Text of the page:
DNS Hijacking: The largest single breach of privacy and security thus far online...
From: Tony (ntBugTraq_at_ATTRON.COM)
Date: Tue, 16 Sep 2003 04:39:05 -0500 To: NTBUGTRAQ@LISTSERV.NTBUGTRAQ.COM
This is one of the most flagrant abuses of the public trust that I have
seen in a long time and it is important that people understand the impact
that it will have on their use of the Internet.
In a reckless fashion, Verisign has seized control of every non-existent
domain, zone, and DNS record in the .com and .net top-level domains
around 12:00pm EDT on September 15, 2003. Their so-called 'Site Finder
service' causes any DNS lookup for a non-existent zone beneath .com and
.net to resolve to an IP address under Verisign's control. For instance,
if you type ww.company.net (missing the third 'w') you will be directed
to a Verisign web site without your prior knowledge or consent.
This hijacking of namespace was announced by email@example.com on a
public mailing list of network administrators many hours AFTER the change
was implemented. I am not aware of any formal or informal attempt to
involve traditional Internet standards bodies in this decision.
What this Means to Your Network
Every mistyped URL, mistaken DNS query, email to a removed mail server,
and other traffic is redirected to Verisign's network for their
collection and use.
Your customers who mistype your web address (like ww.company.net) will be
redirected to a Verisign web site containing content of their choosing.
All domain-level cookies are sent to Verisign when a mistyped address is
entered for a lower-level-domain (visiting incorrect.store.company.net
sends all .company.com and .store.company.com-level cookies to Verisign's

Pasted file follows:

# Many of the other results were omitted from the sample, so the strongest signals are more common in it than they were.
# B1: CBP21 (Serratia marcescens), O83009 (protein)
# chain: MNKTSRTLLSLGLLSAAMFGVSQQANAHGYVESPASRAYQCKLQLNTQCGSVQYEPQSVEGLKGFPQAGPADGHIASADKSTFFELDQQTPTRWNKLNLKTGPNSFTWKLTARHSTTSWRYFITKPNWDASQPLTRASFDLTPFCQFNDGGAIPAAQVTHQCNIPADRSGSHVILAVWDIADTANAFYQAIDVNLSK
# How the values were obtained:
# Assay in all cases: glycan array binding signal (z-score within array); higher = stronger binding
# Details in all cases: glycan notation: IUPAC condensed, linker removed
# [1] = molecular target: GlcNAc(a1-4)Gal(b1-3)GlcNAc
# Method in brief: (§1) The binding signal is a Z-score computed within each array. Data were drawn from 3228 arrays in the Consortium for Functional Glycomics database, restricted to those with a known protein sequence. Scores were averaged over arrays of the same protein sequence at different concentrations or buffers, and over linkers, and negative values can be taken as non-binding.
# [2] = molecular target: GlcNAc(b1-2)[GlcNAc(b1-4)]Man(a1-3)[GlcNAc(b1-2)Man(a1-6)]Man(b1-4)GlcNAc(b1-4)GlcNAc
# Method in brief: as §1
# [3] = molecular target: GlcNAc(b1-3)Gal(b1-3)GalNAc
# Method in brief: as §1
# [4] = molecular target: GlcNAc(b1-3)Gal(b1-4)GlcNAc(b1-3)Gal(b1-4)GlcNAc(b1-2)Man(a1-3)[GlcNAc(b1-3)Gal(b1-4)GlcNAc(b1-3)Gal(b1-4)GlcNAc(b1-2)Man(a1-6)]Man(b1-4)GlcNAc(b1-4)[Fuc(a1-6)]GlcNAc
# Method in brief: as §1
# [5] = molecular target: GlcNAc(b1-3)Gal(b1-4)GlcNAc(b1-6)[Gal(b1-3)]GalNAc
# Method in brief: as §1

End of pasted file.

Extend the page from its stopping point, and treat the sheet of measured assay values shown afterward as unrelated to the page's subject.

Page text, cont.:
on every commercial web site in the US...
Any application that expects a NXDOMAIN response to an invalid DNS lookup
in .com and .net will no longer receive such a reply. This could wreak
havoc on spam filters, network analysis tools, intrusion detection, and
other infrastructure-supporting network services that have previously
functioned as expected.
The IP that is currently being used in response to all invalid queries
listens on port 25 (SMTP) and appears to respond with exactly the same
pattern for each SMTP session.
New resource-exhaustion attacks on caching name servers are possible and
likely. Diagnosing DNS problems has become an order of magnitude more
Non-lowest-precedence mail exchangers will not receive mail if the
primary mail exchanger's address record is removed/unavailable.
These are simply a few of the primary effects that will happen as a
matter of course. There are untold new methods of abuse and misuse
available to employees, contractors, and owners of Verisign's network
devices (who issues SSL certificates.) Not to mention the additional
'useless traffic' generated by unintended TCP connections.
This redirection will most likely cause a denial-of-service on the
Verisign network preventing a large portion of the traffic from reaching
If we act quickly and collectively we can minimize the amount of traffic
misdirected from our systems.
What Can You Do?
If you reside in the US, call, email, and fax your representatives. Tell
them that Verisign is no longer capable of administrating the
infrastructure with which they have been entrusted. Urge them to draft a
resolution to remove their authority to operate .com/.net and immediately
delegate that authority to an alternate entity. This is not the first
time that the public trust has been violated by Verisign and it will not
be the last unless their custodial role is minimized.
Redirect traffic for Verisign's 'Site Finder system' IP range to a server
under your control and put up a web site there describing the situation.
Note that there is a 15-minute timeout on the A record for the wildcard
entry. This means that they can change the IP in less than 15 minutes.
It is currently 126.96.36.199 which is part of a /24 (256 addresses) from
an InterNAP /16 (65536 addresses.)
Encourage your upstream ISP(s) to null route traffic for these Verisign
IP addresses or change the behavior of their name servers to revert to
the previous non-wildcard status. Unfortunately, changes to the DNS
system can be catastrophic for network connectivity and should be
undertaken only as a last resort by experienced DNS admins. Modifying
DNS server operation will most likely lead to unforeseen fallout in the
Concise overview of the Domain Name System:
The Definitive Guide to DNS:
Verisign's Description of their 'Search System':
Slashdot discussion of this issue:
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